HOUSES HAVE HISTORICALLY RANKED FAR higher in importance than employees in the residential building business. That started to change about five or six years ago, when top executives realized that making a big company grow and prosper requires management that knows more than how to build a house. Other competencies are required, too, and that old warm and fuzzy asset of people skills turns out to be right at the top of the list.
Putting people first doesn't come naturally to residential building. That's illustrated by the traditional role of human resources as mainly an administrative function, charged with handling the minutiae of hours, wages, and benefits. As people become more important, though, human resources is moving to the executive suite. Builders have acted on the realization of the rising value of people by, among other things, developing deeper management benches. If builders make the right human capital moves, they'll reap the rewards of growth, success, and longevity. If they don't, they'll risk their very survival.
PEOPLE ASSETS—THEN AND NOW Until recently, a builder could work decades in the industry and never trip over the notion that people were a strategic asset. That was the experience of Ed Horne, president of Wilshire Homes. “I spent the first 20 years of my career building houses,” Horne says. “I didn't understand anything about managing people.”
Human resources' role in big building companies reflects that traditional view of people. “Human resources hasn't been given a position at the big table for most home builders,” says Clint Ooten, vice president of human resources and administration for Greek-owned Technical Olympic USA. In 2002, when he was safely ensconced at General Electric, Ooten was recruited by TOUSA to take over its human resources department. He hesitated. Although TOUSA executive vice chairman, CEO, and president Antonio Mon assured Ooten that he would have an executive role, Ooten says, “Many CEOs pay lip service to the idea that people are their biggest asset. I was concerned about accepting an HR job in home building,” he says.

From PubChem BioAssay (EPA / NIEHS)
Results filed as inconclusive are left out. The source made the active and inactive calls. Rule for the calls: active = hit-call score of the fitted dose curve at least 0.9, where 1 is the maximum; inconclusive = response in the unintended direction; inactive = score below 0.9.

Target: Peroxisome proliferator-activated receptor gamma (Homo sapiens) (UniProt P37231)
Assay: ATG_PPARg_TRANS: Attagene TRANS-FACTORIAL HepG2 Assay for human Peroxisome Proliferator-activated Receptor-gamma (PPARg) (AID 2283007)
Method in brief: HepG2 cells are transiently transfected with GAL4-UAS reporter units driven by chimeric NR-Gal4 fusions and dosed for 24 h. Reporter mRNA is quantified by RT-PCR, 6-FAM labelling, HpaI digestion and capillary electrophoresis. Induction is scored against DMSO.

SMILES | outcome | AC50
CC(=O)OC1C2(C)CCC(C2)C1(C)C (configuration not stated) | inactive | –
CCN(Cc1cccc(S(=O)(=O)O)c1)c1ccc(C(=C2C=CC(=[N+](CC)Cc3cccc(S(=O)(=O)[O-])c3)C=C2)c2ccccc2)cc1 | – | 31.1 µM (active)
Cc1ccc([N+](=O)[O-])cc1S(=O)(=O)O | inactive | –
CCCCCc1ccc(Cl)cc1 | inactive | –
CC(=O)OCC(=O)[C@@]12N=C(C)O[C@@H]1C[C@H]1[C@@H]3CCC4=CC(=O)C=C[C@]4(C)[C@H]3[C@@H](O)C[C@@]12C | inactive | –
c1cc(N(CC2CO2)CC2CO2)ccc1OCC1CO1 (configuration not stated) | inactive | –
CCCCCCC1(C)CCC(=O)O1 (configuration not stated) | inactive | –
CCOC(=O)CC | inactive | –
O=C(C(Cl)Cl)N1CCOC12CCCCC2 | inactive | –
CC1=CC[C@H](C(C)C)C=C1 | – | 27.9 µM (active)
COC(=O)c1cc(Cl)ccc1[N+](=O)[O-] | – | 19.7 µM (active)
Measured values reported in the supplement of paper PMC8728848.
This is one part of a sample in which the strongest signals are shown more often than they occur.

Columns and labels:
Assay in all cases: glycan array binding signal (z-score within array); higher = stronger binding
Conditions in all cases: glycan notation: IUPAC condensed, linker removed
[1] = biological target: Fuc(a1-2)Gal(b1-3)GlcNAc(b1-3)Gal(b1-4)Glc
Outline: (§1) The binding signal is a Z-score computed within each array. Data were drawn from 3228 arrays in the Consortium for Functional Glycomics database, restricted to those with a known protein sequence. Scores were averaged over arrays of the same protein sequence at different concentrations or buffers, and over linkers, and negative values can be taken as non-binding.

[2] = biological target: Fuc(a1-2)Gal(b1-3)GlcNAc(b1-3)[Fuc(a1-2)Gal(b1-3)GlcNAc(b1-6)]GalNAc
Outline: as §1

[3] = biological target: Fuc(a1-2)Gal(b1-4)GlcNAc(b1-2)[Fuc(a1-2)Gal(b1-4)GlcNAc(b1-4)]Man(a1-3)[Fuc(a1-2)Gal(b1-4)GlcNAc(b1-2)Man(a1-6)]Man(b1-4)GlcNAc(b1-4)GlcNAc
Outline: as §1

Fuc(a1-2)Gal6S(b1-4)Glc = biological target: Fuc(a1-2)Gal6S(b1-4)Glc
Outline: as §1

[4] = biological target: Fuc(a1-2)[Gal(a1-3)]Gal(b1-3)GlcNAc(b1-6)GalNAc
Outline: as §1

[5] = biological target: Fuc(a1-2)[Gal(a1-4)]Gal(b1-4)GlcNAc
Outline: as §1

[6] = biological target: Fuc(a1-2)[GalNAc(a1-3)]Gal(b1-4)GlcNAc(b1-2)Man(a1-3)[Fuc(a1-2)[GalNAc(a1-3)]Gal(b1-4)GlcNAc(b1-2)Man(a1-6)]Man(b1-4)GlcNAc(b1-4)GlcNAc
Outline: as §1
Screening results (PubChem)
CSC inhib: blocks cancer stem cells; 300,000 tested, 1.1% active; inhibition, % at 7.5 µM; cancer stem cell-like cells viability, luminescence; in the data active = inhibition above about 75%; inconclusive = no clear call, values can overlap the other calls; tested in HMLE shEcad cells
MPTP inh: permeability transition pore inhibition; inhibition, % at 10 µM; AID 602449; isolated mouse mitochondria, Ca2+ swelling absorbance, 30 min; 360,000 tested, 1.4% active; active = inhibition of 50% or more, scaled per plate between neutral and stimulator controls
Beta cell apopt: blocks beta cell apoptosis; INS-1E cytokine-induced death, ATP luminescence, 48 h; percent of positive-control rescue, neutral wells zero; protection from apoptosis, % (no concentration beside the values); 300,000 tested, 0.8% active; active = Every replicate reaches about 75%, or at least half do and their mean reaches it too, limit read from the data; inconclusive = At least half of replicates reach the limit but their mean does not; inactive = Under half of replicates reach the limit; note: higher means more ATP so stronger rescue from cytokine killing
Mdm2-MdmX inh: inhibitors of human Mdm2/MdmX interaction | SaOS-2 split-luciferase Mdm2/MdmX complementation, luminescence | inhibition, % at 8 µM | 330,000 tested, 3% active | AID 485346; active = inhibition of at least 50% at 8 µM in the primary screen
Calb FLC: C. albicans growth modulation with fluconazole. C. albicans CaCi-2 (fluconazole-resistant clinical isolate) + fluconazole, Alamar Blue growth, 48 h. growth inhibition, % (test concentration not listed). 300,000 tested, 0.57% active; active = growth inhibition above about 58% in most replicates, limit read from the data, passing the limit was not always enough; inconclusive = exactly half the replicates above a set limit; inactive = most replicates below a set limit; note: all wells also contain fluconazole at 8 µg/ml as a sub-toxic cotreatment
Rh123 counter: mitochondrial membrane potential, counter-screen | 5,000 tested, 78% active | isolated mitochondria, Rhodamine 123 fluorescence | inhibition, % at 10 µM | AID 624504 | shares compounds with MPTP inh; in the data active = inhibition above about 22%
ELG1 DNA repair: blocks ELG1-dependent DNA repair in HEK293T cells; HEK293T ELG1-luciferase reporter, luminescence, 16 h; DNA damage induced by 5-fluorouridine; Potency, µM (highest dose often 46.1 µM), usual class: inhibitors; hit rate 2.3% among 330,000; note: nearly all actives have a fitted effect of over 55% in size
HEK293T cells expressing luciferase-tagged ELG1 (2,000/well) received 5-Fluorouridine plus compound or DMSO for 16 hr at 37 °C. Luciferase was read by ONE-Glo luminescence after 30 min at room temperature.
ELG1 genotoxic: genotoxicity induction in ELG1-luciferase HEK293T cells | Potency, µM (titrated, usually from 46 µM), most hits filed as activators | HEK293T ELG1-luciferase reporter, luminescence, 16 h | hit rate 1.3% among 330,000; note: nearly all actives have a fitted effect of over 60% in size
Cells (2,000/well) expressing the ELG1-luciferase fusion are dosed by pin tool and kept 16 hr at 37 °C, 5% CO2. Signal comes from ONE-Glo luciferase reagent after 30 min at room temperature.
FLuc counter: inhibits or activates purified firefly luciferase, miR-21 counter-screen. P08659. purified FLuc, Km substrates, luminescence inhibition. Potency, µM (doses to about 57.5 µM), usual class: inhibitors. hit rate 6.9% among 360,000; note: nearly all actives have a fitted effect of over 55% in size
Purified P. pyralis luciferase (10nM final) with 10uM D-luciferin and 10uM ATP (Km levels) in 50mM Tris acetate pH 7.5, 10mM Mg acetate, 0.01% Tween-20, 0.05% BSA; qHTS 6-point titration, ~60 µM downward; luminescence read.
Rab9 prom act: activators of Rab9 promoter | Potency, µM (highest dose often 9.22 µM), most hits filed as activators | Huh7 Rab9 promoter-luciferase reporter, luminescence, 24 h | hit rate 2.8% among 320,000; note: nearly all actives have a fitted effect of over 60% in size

Due to a convergence of factors, the views that concerned Ooten have finally started to change. Those factors include the hot housing market, the tight labor market, home buyers who are more demanding, and a need for professional management.
Ooten and Horne's experiences illustrate that importance. Ooten accepted Mon's assurances of an executive role and took the job. Mon was true to his word. Ooten says, “I report directly to him, and I'm on his executive committee. We have dinner together several times a week and spend a lot of time talking about our people.”
Horne founded Wilshire Homes in 1990, sold the company to the Fortress Group in 1997, then bought it back in 2002. In the interim five years, he stayed with the Fortress Group as western regional manager. During his time with the Fortress Group, Horne was involved in the acquisition of 13 companies. “[They all had] different values, cultures, and procedures,” Horne says. “We had to find a way to make them work together.”
Through a process dubbed “Fast Track,” which involves all employees in defining and aligning common corporate values, processes, and structures, Horne learned firsthand the importance of people in a home building organization. “There must be alignment between strategic intent, strategy, structure, processes, and people,” he says.
After witnessing the success of Fast Track at Fortress Group, Horne implemented it at Wilshire Homes in 2002. It took a year, but Horne says that when employees identify corporate imperatives, they develop a powerful sense of ownership in the organization. Since more than 25 percent of Wilshire Homes' sales come from customer referrals, Horne believes his people-oriented approach to management is a success. “We define excellence and then pay people to do it,” he says.
DEEPENING THE BENCH Seating human resources at the executive table and having employees define the corporation are just two ways that big builders are responding to the newly strategic role of human capital. Builder CEOs are also acting to maintain executive stability by deepening their management benches. They want to both hire and keep the right talent.